We’ve had our two tapas stalwarts, Picaro and Esperpento, in the Mission forever, and they are much loved, but I was thrilled to see a newcomer arrive. Destapas opened in December, 2020, by Raul Aguilera and Luis Raga, from Madrid, Spain, and this is their first restaurant, though they’ve been in the business for many years.
We actually ate at Destapas (still a rarity these days) rather than doing take-out, because they have a lovely, twinkly lit outdoor patio in the back with extra-toasty heat lamps. It felt like a little Spanish oasis back there, even on a chilly night.
On my first visit with my sister, we started out splitting the salpicon de mariscos, a mixture of seafood (white fish, octopus, squid, prawns mussels, and clams) in a lime-y sherry vinaigrette:
A great fresh start, with tart bites of apple. The dish needed salt, but that was soon remedied.
Next, pan con tomate, one of my favorite tapas of all time, and they did a great job of it here (unfortunately, it too needed salt).
Big, juicy dollops of tomato flesh, slightly garlicky, with a good olive oil drizzle on crusty bread. I can (and did) eat my fill of these.
The albondigas: fat, good texture, in a very deeply flavored tomato/saffron sauce that tasted like something we couldn’t quite get a handle on. I sensed a slight funkiness, in a very good way. Maybe the manchego? With roasted potatoes in the mix, this was a hearty, warming bowl.
Piquillos stuffed with crab were up next:
Fresh Dungeness crab and prawns with bechamel, in a tomato-pepper brandy sauce. I would have preferred a lot less bechamel in these, because I found it hard to discern the seafood, but my sister really liked them.
Patatas bravas, another favorite:
Pimenton-heavy, as they should be, to take you to the darkest, deepest regions of your Spanish soul. Potatoes that maintained their crispy integrity under the blanket of sauce, with fluffy, steaming insides, and thankfully not sweet, as too many I’ve had in Spain itself. The only thing missing was the optional aioli that is offered on the menu, which they forgot. That did not slow me down one bit.
Finally, gambas al ajillo: Four plump shrimp in an assertively garlicky, buttery, paprika-laden sauce, with a bracing splash of sherry vinegar.
Addictively perfect, except maybe a tad — just a tad — overcooked. But I’d get them again. And again.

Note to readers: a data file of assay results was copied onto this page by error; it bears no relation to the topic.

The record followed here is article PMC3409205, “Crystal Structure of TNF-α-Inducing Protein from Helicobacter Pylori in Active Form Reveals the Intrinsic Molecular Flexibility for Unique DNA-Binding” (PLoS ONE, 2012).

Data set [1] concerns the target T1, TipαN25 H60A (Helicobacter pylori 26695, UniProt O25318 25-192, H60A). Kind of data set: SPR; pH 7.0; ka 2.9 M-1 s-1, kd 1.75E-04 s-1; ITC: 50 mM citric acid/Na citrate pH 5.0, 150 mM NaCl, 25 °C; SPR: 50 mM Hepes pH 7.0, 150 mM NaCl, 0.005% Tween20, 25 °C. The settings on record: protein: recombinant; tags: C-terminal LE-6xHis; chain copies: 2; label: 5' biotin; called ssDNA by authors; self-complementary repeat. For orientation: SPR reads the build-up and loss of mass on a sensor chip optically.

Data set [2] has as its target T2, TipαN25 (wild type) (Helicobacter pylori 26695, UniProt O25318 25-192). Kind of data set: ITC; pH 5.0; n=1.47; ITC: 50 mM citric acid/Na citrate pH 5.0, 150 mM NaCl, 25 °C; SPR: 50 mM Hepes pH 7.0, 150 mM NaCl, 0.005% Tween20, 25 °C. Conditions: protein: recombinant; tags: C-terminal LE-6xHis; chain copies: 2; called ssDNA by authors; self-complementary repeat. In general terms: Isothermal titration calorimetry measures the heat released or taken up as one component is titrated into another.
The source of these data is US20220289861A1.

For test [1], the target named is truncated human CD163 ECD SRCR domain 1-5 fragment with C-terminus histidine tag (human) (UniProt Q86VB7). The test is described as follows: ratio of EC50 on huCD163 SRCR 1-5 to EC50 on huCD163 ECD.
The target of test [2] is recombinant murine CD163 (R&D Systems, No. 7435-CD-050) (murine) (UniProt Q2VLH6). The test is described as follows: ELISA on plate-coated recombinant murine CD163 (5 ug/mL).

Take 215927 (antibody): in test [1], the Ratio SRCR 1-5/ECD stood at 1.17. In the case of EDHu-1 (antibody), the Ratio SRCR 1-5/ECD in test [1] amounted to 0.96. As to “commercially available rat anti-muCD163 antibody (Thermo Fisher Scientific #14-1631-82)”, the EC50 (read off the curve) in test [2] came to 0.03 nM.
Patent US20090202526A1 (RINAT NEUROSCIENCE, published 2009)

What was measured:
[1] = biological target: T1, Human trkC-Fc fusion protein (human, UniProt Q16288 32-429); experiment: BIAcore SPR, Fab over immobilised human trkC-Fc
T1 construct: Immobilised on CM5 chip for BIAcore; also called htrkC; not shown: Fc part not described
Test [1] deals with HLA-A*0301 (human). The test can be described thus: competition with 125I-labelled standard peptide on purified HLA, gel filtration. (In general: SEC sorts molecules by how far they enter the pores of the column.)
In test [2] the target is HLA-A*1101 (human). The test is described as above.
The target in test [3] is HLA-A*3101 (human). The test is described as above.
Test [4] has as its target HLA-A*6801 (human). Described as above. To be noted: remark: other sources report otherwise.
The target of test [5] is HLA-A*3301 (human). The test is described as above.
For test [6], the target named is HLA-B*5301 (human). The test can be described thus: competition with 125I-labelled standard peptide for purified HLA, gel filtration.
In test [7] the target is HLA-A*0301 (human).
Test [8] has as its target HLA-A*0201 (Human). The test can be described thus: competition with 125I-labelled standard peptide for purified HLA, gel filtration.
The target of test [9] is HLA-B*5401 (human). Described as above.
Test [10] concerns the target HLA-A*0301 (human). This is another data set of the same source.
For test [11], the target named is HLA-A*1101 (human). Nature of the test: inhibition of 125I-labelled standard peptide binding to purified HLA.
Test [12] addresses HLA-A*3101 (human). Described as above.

On the second visit, I had the BF in tow and we had an even better experience, despite a couple of service glitches (they were super busy and apologetic on a Friday night, so we forgave). We started out with the croquetas.
These come with Serrano ham or mushroom, and I’m actually not sure which we got because we weren’t offered the choice, but they were crispy and tender little pillows of fried bechamel, rich and steamy, and just the right thing at the right time.
Salmorejo, as you may know, is gazpacho’s way sexier cousin, and this version was like so many wonderful ones we’ve had in Spain, notably in Cordoba; fabulously fruity, lushly creamy, tart and dreamy. I would have ordered another if I didn’t know we had more food coming.
Topped with the usual bits of jamon Serrano and hard-boiled egg, salmorejo is a rich dish, served with the standard picos, tiny little Spanish breadsticks.
In a surprise move, the usually seafood-hating BF acquiesced to ordering the paella mixto, made with chicken thighs, chorizo, clams, mussels, artichokes, green beans, asparagus, sofrito, saffron and bomba rice. There are two sizes, small and large, and while the small is touted as being a single portion, with everything else we’d ordered (we’d also had an order of patatas bravas), we found it more than enough to share.
The other surprise was that Destapas serves this on a plate, as opposed to in the paellera it cooked in, but perhaps that was because we were sharing. The only downside: no socarrat, the heavenly crunchy, caramelized rice that develops at the bottom of the pan, but damn, this was tasty. The rice was moist yet with a good toothiness, and the chicken, in particular, was appealingly tender. The veggies were each distinct from each other and flavorful, and the seafood gave it all the expected briny bite. I’d go back for this dish alone.
We’d also ordered the special of the evening, champiñones al ajillo, basically the same prep as the gambas but with mushrooms. However, our server misunderstood and we didn’t get these until well after the paella was served, but hostia! They were so worth the wait. Crispy outside, deeply earthy with sweetly caramelized garlic slices and chili peppers. I only wish they’d come earlier in the evening with a big basket of bread to sop up the paprika-tinged juices.
There’s more to explore on this menu, including plates of Spanish cheese and jamon Serrano, escalivada, tortilla de patata, and quite a few other very typical tapas. There are three other versions of the paella, one vegetarian. And soon they’ll be offering partially cooked tapas you can pick up and finish in your own oven, to have for your next tapas party. They’ve also got a good little selection of vermuts, a cocktail or two, wine, and desserts.
Destapas brings a celebratory, festive flair to the 24th Street corridor, something we’ve all been craving for far too long. A disfrutar!